lies work through conversations theyhave been avoiding, says Signe Swanson, AHS’s director of Integrated CaseManagement, Seniors Health. “It may bethe first time they have an opportunityto tell their loved ones what they’re soconcerned about.” In Alberta, anyonecan request a home care assessment forsomeone they know, although seniorshave a right to decline the offer.
While children can play a huge role inopening the care conversation, uncovering options and talking through scenarios, they cannot assume the decisions aretheirs to make, says Cheryl Knight, executive director of Seniors Health for AHS.When aging parents are able to maketheir own decisions, children need tohonour that, even if they feel their parentsare at risk. And that’s very difficult.
On the other hand, she adds, “as aparent, it’s not fair if you choose to live atrisk and then blame your daughter if youfall. So we need to talk honestly aboutthat.” Setting up “what if” scenarios cantake the edge off the conversation, sheadds. “Rather than saying, ‘When thecar gets stuck in the snow, don’t expectme to come,’ we can ask, ‘What if thepower goes off in a blizzard and the cargets stuck in the driveway?’ It needs tobe respectful dialogue, rather than onetalking down to the other.”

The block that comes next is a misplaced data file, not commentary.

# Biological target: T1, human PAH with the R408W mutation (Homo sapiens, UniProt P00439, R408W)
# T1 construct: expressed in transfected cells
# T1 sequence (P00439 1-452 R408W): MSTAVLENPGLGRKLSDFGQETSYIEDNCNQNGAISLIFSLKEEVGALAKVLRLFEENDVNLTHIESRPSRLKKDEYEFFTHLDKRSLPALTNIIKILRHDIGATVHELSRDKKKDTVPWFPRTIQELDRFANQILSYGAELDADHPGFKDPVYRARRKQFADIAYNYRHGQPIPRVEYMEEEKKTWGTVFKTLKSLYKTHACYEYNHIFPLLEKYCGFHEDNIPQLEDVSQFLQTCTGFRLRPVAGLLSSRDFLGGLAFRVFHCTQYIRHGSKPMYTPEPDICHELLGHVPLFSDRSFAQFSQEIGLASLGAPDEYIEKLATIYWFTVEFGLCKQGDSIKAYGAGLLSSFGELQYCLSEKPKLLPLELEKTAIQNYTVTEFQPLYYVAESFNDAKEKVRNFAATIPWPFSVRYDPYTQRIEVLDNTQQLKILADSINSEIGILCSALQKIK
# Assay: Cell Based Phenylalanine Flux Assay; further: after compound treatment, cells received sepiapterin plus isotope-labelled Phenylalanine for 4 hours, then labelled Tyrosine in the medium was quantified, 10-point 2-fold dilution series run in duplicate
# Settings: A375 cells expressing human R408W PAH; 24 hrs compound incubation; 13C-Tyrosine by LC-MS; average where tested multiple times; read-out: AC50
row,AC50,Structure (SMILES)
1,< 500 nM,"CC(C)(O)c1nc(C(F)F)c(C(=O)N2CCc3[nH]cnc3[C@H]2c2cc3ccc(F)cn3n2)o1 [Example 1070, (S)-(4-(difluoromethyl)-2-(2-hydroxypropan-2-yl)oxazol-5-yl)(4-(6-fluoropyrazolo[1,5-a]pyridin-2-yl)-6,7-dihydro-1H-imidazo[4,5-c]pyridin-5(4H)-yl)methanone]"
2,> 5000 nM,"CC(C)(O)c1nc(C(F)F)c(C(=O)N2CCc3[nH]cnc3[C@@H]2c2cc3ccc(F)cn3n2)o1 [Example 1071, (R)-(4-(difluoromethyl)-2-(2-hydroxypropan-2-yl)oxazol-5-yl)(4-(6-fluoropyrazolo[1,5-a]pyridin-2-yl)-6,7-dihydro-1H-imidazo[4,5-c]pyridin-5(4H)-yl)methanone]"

When seniors lose some of their physical or cognitive abilities, the burden ofchoosing how and where they live oftenshifts to the next generation. Vicky VanAndel knows all too well the rifts thatcan result as siblings weigh in withdiffering opinions.
“There are 11 children in our family,and everybody has ideas about whatMom needs,” Van Andel says. Her92-year-old mother recently moved fromanother daughter’s care to a continuingcare centre, but not everyone agreedwith the shift, which caused friction.
Where to live is just one aspect of
the puzzle. Home care, finances
and help from family and friends
are all considerations.